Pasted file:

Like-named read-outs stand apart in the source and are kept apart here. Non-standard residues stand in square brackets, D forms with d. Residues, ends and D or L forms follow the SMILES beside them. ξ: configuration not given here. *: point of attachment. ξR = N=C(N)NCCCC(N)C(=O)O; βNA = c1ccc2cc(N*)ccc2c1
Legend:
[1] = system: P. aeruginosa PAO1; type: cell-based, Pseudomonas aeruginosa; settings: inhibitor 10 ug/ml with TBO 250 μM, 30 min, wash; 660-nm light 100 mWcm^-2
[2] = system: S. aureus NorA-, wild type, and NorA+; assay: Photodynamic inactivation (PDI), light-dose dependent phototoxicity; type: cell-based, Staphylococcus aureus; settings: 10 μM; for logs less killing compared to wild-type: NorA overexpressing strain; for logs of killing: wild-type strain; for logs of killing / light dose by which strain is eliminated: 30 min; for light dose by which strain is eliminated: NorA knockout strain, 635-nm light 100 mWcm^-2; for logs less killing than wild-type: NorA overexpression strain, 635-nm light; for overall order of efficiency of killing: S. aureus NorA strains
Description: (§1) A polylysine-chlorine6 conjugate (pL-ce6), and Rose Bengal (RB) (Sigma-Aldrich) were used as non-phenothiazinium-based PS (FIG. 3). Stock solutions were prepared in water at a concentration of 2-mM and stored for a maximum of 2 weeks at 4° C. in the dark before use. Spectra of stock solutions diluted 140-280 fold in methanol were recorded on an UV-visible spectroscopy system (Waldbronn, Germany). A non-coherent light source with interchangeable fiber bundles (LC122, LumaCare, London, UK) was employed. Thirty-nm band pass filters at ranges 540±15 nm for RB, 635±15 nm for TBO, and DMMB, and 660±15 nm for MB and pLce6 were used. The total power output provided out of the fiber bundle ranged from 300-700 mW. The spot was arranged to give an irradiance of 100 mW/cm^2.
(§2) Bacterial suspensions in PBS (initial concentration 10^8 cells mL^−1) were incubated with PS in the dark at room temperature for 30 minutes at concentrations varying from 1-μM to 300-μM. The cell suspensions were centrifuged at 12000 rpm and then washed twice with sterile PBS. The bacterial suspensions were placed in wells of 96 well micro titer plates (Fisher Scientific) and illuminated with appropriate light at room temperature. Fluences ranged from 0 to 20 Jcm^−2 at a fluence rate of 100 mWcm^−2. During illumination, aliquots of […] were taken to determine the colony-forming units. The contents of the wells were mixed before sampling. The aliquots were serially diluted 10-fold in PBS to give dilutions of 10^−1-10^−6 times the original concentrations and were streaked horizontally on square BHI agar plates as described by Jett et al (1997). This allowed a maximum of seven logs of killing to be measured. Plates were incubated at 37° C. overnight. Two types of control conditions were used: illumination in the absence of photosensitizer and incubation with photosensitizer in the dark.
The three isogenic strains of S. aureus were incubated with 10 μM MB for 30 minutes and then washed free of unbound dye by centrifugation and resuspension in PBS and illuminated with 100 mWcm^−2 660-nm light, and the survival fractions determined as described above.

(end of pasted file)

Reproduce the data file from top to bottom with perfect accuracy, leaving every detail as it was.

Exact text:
Like-named read-outs stand apart in the source and are kept apart here. Non-standard residues stand in square brackets, D forms with d. Residues, ends and D or L forms follow the SMILES beside them. ξ: configuration not given here. *: point of attachment. ξR = N=C(N)NCCCC(N)C(=O)O; βNA = c1ccc2cc(N*)ccc2c1
Legend:
[1] = system: P. aeruginosa PAO1; type: cell-based, Pseudomonas aeruginosa; settings: inhibitor 10 ug/ml with TBO 250 μM, 30 min, wash; 660-nm light 100 mWcm^-2
[2] = system: S. aureus NorA-, wild type, and NorA+; assay: Photodynamic inactivation (PDI), light-dose dependent phototoxicity; type: cell-based, Staphylococcus aureus; settings: 10 μM; for logs less killing compared to wild-type: NorA overexpressing strain; for logs of killing: wild-type strain; for logs of killing / light dose by which strain is eliminated: 30 min; for light dose by which strain is eliminated: NorA knockout strain, 635-nm light 100 mWcm^-2; for logs less killing than wild-type: NorA overexpression strain, 635-nm light; for overall order of efficiency of killing: S. aureus NorA strains
Description: (§1) A polylysine-chlorine6 conjugate (pL-ce6), and Rose Bengal (RB) (Sigma-Aldrich) were used as non-phenothiazinium-based PS (FIG. 3). Stock solutions were prepared in water at a concentration of 2-mM and stored for a maximum of 2 weeks at 4° C. in the dark before use. Spectra of stock solutions diluted 140-280 fold in methanol were recorded on an UV-visible spectroscopy system (Waldbronn, Germany). A non-coherent light source with interchangeable fiber bundles (LC122, LumaCare, London, UK) was employed. Thirty-nm band pass filters at ranges 540±15 nm for RB, 635±15 nm for TBO, and DMMB, and 660±15 nm for MB and pLce6 were used. The total power output provided out of the fiber bundle ranged from 300-700 mW. The spot was arranged to give an irradiance of 100 mW/cm^2.
(§2) Bacterial suspensions in PBS (initial concentration 10^8 cells mL^−1) were incubated with PS in the dark at room temperature for 30 minutes at concentrations varying from 1-μM to 300-μM. The cell suspensions were centrifuged at 12000 rpm and then washed twice with sterile PBS. The bacterial suspensions were placed in wells of 96 well micro titer plates (Fisher Scientific) and illuminated with appropriate light at room temperature. Fluences ranged from 0 to 20 Jcm^−2 at a fluence rate of 100 mWcm^−2. During illumination, aliquots of […] were taken to determine the colony-forming units. The contents of the wells were mixed before sampling. The aliquots were serially diluted 10-fold in PBS to give dilutions of 10^−1-10^−6 times the original concentrations and were streaked horizontally on square BHI agar plates as described by Jett et al (1997). This allowed a maximum of seven logs of killing to be measured. Plates were incubated at 37° C. overnight. Two types of control conditions were used: illumination in the absence of photosensitizer and incubation with photosensitizer in the dark.
The three isogenic strains of S. aureus were incubated with 10 μM MB for 30 minutes and then washed free of unbound dye by centrifugation and resuspension in PBS and illuminated with 100 mWcm^−2 660-nm light, and the survival fractions determined as described above.